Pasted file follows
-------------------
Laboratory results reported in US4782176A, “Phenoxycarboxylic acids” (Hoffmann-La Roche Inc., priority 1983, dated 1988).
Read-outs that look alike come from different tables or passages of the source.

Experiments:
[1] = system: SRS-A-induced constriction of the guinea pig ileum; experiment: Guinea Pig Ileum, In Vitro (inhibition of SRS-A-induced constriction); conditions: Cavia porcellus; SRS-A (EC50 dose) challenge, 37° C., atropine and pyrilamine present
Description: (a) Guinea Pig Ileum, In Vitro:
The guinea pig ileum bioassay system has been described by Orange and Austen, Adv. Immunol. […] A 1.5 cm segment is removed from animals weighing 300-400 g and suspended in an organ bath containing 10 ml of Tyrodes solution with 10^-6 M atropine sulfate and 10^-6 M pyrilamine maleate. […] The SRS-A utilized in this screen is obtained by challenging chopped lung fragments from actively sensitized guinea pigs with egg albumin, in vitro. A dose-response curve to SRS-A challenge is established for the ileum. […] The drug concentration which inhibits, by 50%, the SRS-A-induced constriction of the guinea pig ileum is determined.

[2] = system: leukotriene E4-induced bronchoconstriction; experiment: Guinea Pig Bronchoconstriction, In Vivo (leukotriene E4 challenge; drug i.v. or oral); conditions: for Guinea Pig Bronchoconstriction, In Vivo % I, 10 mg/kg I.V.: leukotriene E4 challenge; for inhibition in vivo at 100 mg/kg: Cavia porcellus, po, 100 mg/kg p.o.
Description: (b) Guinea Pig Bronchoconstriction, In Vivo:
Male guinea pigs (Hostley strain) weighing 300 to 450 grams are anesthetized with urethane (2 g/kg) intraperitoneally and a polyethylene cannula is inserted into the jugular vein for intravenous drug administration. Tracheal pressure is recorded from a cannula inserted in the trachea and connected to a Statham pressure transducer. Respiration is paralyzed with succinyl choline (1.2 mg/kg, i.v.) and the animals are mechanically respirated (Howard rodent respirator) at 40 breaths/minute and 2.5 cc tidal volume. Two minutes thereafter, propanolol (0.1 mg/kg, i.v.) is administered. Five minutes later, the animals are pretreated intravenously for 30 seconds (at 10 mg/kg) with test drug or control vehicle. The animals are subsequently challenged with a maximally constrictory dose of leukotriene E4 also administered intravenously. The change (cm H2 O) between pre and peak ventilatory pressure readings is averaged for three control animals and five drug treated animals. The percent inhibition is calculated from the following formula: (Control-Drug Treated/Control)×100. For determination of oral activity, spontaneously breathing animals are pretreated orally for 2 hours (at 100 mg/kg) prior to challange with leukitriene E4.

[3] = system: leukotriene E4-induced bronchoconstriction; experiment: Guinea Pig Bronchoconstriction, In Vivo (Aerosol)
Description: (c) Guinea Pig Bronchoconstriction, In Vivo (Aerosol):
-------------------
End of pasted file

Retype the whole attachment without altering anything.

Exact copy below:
Laboratory results reported in US4782176A, “Phenoxycarboxylic acids” (Hoffmann-La Roche Inc., priority 1983, dated 1988).
Read-outs that look alike come from different tables or passages of the source.

Experiments:
[1] = system: SRS-A-induced constriction of the guinea pig ileum; experiment: Guinea Pig Ileum, In Vitro (inhibition of SRS-A-induced constriction); conditions: Cavia porcellus; SRS-A (EC50 dose) challenge, 37° C., atropine and pyrilamine present
Description: (a) Guinea Pig Ileum, In Vitro:
The guinea pig ileum bioassay system has been described by Orange and Austen, Adv. Immunol. […] A 1.5 cm segment is removed from animals weighing 300-400 g and suspended in an organ bath containing 10 ml of Tyrodes solution with 10^-6 M atropine sulfate and 10^-6 M pyrilamine maleate. […] The SRS-A utilized in this screen is obtained by challenging chopped lung fragments from actively sensitized guinea pigs with egg albumin, in vitro. A dose-response curve to SRS-A challenge is established for the ileum. […] The drug concentration which inhibits, by 50%, the SRS-A-induced constriction of the guinea pig ileum is determined.

[2] = system: leukotriene E4-induced bronchoconstriction; experiment: Guinea Pig Bronchoconstriction, In Vivo (leukotriene E4 challenge; drug i.v. or oral); conditions: for Guinea Pig Bronchoconstriction, In Vivo % I, 10 mg/kg I.V.: leukotriene E4 challenge; for inhibition in vivo at 100 mg/kg: Cavia porcellus, po, 100 mg/kg p.o.
Description: (b) Guinea Pig Bronchoconstriction, In Vivo:
Male guinea pigs (Hostley strain) weighing 300 to 450 grams are anesthetized with urethane (2 g/kg) intraperitoneally and a polyethylene cannula is inserted into the jugular vein for intravenous drug administration. Tracheal pressure is recorded from a cannula inserted in the trachea and connected to a Statham pressure transducer. Respiration is paralyzed with succinyl choline (1.2 mg/kg, i.v.) and the animals are mechanically respirated (Howard rodent respirator) at 40 breaths/minute and 2.5 cc tidal volume. Two minutes thereafter, propanolol (0.1 mg/kg, i.v.) is administered. Five minutes later, the animals are pretreated intravenously for 30 seconds (at 10 mg/kg) with test drug or control vehicle. The animals are subsequently challenged with a maximally constrictory dose of leukotriene E4 also administered intravenously. The change (cm H2 O) between pre and peak ventilatory pressure readings is averaged for three control animals and five drug treated animals. The percent inhibition is calculated from the following formula: (Control-Drug Treated/Control)×100. For determination of oral activity, spontaneously breathing animals are pretreated orally for 2 hours (at 100 mg/kg) prior to challange with leukitriene E4.

[3] = system: leukotriene E4-induced bronchoconstriction; experiment: Guinea Pig Bronchoconstriction, In Vivo (Aerosol)
Description: (c) Guinea Pig Bronchoconstriction, In Vivo (Aerosol):